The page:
The battle to bring antivenoms to Africa

Snake antivenoms have been around for 125 years, are effective and can be produced cheaply at scale. Yet Africa, with its abundance of deadly snakes, has an alarming shortage of the life-saving medicine.

Taking the bite out of snake venom

According to the World Health Organization, about 100,000 people die from venomous snakebites every year. Many of these fatalities occur in rural areas of developing countries that lack access to antivenoms. That's why researchers ...

High-tech breakthrough in snakebite antivenom

An experimental antivenom has been developed against dendrotoxins from the world's most feared venomous snake, the black mamba, which can be found in Africa. The experiments were carried out in collaboration between DTU and ...

Researchers take a novel approach to snakebite treatment

Researchers at LSTM's Alistair Reid Venom Research Unit are looking at treatment for snakebite in a completely different way and have shown that it is possible to treat the bite from one snake with antivenom produced from ...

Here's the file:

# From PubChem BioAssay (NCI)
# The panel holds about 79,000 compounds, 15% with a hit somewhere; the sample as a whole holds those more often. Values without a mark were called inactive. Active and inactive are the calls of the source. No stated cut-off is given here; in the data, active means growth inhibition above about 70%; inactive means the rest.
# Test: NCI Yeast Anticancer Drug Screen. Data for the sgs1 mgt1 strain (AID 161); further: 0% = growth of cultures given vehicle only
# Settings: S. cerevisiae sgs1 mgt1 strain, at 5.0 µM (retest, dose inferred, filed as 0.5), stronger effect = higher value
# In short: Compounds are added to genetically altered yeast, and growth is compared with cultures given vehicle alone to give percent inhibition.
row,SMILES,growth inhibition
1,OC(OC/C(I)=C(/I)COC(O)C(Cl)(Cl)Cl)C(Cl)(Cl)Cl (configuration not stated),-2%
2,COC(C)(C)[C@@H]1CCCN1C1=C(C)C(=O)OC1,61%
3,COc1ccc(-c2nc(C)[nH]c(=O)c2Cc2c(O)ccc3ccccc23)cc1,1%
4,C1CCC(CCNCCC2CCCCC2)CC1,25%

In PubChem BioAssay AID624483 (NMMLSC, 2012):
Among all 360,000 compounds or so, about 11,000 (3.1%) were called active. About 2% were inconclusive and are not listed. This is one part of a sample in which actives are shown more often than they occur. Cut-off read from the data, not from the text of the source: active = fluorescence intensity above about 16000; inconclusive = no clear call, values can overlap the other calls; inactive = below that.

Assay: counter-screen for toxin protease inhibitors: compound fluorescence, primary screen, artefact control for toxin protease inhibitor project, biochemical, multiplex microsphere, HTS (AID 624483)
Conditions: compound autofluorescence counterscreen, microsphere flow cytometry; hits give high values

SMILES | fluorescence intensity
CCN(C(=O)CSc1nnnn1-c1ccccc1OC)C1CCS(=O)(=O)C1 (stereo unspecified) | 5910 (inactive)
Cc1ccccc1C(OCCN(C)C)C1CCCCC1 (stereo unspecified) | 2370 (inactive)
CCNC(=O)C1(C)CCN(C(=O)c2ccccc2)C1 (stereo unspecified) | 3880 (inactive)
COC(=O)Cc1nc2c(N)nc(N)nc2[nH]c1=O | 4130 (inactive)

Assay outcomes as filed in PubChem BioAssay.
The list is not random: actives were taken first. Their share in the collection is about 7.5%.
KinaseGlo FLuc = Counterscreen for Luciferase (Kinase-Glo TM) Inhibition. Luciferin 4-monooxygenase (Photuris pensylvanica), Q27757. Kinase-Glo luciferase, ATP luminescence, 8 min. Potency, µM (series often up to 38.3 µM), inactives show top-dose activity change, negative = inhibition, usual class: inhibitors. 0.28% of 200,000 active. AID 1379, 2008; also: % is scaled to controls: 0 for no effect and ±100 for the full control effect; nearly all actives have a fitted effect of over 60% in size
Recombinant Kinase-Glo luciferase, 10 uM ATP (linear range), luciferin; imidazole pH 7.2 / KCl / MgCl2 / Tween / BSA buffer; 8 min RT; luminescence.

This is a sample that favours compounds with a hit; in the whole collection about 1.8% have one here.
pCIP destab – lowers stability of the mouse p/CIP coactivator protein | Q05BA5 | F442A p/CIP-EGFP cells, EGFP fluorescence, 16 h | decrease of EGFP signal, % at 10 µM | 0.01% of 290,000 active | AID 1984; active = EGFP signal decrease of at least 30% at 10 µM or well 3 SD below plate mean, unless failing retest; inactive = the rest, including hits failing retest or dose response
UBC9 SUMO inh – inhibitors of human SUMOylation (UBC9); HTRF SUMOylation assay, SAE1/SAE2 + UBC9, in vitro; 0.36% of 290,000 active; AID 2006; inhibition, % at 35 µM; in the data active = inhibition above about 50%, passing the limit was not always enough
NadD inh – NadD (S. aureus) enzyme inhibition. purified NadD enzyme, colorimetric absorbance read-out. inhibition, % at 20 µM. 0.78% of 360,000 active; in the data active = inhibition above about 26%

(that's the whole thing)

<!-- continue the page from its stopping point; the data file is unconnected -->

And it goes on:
Big strides in the push for affordable, effective antivenoms

For city dwellers, especially those in the developed world, the idea of being bitten by a venomous snake seems outlandish. But it is a daily and very real risk for millions around the world – and that includes many people ...

Deadly sea snake has a doppelganger

(Phys.org)—Scientists have discovered that the lethal beaked sea snake is actually two species with separate evolutions, which resulted in identical snakes.

Venomous Aussie redback spiders invading Japan

Australia's venomous redback spiders are on the march in Japan, where they are believed to have arrived years ago as stowaways on cargo ships, a wildlife expert warned Wednesday.

Antivenom

Antivenom (or antivenin or antivenene) is a biological product used in the treatment of venomous bites or stings. Antivenom is created by milking venom from the desired snake, spider or insect. The venom is then diluted and injected into a horse, sheep or goat. The subject animal will undergo an immune response to the venom, producing antibodies against the venom's active molecule which can then be harvested from the animal's blood and used to treat envenomation. Internationally, antivenoms must conform to the standards of Pharmacopoeia and the World Health Organization (WHO).

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